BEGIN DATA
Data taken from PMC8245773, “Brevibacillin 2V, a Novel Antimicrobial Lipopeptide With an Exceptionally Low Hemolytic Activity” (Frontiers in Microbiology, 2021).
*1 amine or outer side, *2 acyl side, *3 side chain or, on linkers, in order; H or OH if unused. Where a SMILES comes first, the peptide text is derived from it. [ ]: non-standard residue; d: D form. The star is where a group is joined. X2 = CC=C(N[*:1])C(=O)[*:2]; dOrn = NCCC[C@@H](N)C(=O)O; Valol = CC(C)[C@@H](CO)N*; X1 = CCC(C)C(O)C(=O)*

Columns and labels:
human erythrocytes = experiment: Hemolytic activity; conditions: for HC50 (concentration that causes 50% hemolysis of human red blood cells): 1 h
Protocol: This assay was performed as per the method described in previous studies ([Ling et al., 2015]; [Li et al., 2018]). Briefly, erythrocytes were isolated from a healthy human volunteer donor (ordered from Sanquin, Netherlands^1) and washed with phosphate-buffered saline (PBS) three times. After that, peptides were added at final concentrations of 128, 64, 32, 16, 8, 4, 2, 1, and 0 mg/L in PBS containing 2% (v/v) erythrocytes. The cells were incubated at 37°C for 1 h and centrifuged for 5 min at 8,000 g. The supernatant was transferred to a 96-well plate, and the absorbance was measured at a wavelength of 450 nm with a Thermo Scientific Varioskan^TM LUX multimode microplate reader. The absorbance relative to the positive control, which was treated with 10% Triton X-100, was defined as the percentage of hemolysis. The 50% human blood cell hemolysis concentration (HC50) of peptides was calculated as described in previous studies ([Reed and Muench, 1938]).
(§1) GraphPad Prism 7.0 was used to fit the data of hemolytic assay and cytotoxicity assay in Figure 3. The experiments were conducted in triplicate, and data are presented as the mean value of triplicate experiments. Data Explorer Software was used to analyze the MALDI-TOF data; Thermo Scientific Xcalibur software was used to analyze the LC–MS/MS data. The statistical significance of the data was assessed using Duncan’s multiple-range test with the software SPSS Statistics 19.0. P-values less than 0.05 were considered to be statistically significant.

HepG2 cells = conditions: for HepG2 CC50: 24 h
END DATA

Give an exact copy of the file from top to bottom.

Data taken from PMC8245773, “Brevibacillin 2V, a Novel Antimicrobial Lipopeptide With an Exceptionally Low Hemolytic Activity” (Frontiers in Microbiology, 2021).
*1 amine or outer side, *2 acyl side, *3 side chain or, on linkers, in order; H or OH if unused. Where a SMILES comes first, the peptide text is derived from it. [ ]: non-standard residue; d: D form. The star is where a group is joined. X2 = CC=C(N[*:1])C(=O)[*:2]; dOrn = NCCC[C@@H](N)C(=O)O; Valol = CC(C)[C@@H](CO)N*; X1 = CCC(C)C(O)C(=O)*

Columns and labels:
human erythrocytes = experiment: Hemolytic activity; conditions: for HC50 (concentration that causes 50% hemolysis of human red blood cells): 1 h
Protocol: This assay was performed as per the method described in previous studies ([Ling et al., 2015]; [Li et al., 2018]). Briefly, erythrocytes were isolated from a healthy human volunteer donor (ordered from Sanquin, Netherlands^1) and washed with phosphate-buffered saline (PBS) three times. After that, peptides were added at final concentrations of 128, 64, 32, 16, 8, 4, 2, 1, and 0 mg/L in PBS containing 2% (v/v) erythrocytes. The cells were incubated at 37°C for 1 h and centrifuged for 5 min at 8,000 g. The supernatant was transferred to a 96-well plate, and the absorbance was measured at a wavelength of 450 nm with a Thermo Scientific Varioskan^TM LUX multimode microplate reader. The absorbance relative to the positive control, which was treated with 10% Triton X-100, was defined as the percentage of hemolysis. The 50% human blood cell hemolysis concentration (HC50) of peptides was calculated as described in previous studies ([Reed and Muench, 1938]).
(§1) GraphPad Prism 7.0 was used to fit the data of hemolytic assay and cytotoxicity assay in Figure 3. The experiments were conducted in triplicate, and data are presented as the mean value of triplicate experiments. Data Explorer Software was used to analyze the MALDI-TOF data; Thermo Scientific Xcalibur software was used to analyze the LC–MS/MS data. The statistical significance of the data was assessed using Duncan’s multiple-range test with the software SPSS Statistics 19.0. P-values less than 0.05 were considered to be statistically significant.

HepG2 cells = conditions: for HepG2 CC50: 24 h